18 First, although art 5(2A) is not yet in force, the suspended provision which has not been repealed represented the will of Parliament. Bearing in mind that art 5(2A) and art 22H(1) were enacted at the same time, Parliament would not have enacted art 5(2A) and the President assented to the Bill containing it if it did not intend that article to become part of the law of the land. As such the court must recognize its status as embodying the will of Parliament until it is amended or repealed. The Attorney General relied on the case of A-G v Lamplough where Brett LJ said:

… for what we have to consider, not what was the construction of the first statute, but what is the effect of the repealing statute. We cannot tell what is the effect of the latter without looking at the meaning of the statute which it has repealed. We must treat it as we treat all statutes for the purpose of construing them; we must look at the facts which were existing at the time the Act passed to see what was its meaning.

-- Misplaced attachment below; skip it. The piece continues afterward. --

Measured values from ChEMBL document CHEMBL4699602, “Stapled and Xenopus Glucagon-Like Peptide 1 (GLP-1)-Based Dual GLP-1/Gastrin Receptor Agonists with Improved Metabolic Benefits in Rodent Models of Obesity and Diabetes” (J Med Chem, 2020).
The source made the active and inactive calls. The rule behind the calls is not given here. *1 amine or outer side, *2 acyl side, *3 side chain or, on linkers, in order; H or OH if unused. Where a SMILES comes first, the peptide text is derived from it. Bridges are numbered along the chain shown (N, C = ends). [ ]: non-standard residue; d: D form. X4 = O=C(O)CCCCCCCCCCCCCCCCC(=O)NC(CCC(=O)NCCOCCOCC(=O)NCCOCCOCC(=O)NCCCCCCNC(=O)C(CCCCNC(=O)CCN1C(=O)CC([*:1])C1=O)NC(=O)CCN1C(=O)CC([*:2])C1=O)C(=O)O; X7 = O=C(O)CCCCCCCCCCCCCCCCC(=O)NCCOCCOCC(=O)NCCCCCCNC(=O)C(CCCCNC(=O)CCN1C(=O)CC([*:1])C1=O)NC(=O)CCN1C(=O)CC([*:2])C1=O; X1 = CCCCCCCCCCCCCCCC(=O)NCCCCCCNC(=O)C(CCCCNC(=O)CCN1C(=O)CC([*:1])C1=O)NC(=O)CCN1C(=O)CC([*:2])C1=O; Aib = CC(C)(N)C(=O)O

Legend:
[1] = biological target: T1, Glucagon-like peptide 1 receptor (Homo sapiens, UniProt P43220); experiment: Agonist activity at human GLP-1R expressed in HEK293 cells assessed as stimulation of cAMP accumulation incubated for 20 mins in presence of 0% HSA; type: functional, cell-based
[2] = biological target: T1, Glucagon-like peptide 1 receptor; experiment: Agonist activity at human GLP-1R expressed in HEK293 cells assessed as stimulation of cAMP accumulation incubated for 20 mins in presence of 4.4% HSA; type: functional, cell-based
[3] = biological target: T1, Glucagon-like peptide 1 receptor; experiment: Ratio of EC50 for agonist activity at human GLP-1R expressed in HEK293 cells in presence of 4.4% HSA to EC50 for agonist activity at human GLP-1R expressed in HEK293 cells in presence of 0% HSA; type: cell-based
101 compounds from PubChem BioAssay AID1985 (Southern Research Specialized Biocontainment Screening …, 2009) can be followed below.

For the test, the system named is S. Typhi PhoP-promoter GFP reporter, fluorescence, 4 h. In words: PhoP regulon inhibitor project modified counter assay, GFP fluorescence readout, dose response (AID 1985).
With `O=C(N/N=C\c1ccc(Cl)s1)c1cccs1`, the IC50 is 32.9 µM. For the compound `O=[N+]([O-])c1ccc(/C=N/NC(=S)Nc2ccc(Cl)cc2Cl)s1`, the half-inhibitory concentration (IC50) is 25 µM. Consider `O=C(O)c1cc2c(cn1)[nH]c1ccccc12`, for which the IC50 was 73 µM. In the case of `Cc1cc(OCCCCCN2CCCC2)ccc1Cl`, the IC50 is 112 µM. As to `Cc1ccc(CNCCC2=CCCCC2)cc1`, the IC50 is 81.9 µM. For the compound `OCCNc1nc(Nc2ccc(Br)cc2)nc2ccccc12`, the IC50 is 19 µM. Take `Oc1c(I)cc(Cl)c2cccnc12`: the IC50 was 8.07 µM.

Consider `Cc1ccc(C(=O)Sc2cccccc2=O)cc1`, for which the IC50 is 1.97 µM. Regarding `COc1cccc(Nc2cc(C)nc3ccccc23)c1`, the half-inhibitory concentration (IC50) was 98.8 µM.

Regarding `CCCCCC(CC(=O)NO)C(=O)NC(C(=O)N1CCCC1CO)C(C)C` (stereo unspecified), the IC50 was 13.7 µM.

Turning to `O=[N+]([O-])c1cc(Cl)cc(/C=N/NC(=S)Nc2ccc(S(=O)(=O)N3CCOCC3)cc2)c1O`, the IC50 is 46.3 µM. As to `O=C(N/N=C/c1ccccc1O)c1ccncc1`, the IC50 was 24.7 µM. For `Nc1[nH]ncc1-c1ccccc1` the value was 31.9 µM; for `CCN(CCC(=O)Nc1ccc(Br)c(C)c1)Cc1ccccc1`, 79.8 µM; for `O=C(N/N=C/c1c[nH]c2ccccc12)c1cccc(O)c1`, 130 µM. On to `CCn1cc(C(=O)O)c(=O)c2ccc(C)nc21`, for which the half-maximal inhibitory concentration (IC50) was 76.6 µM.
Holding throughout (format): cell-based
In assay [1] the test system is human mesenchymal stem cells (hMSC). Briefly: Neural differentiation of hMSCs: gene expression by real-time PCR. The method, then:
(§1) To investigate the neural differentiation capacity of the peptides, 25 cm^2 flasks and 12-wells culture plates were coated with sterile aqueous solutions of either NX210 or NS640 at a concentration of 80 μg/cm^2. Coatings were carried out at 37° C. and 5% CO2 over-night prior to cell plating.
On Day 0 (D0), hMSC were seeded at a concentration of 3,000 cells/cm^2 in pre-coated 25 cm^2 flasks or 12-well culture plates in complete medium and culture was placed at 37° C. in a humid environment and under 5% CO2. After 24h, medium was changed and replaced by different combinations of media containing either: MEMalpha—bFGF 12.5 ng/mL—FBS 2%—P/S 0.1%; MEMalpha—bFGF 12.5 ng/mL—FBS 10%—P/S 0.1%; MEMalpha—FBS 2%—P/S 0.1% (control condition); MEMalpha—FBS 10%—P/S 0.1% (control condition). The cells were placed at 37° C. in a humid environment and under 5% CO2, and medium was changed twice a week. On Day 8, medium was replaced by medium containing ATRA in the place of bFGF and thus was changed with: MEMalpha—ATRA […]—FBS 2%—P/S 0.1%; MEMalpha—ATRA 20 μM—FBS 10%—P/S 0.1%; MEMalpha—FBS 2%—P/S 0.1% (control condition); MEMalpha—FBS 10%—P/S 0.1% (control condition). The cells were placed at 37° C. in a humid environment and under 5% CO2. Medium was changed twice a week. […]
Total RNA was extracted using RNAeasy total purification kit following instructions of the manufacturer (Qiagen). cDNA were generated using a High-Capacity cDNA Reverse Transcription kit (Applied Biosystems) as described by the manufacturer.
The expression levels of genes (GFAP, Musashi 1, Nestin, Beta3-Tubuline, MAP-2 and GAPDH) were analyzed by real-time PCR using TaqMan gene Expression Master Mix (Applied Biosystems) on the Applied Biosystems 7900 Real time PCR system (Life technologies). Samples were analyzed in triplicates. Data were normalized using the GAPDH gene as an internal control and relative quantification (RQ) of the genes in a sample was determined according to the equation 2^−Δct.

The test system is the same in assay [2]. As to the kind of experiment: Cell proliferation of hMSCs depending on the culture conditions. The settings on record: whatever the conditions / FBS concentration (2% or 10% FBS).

19 Although that case dealt with the repeal of some of the words of the statute, it was argued that it should apply a fortiori in the present case. Article 5(2A), albeit not in force, continues to have the same meaning and scope as at the time of its enactment; likewise art 22H(1), including the parenthetical clause.

20 Secondly, this intent was manifested in the parenthesis to art 22H(1) itself. Hence, the President’s veto power under art 22H(1) cannot enlarge itself by...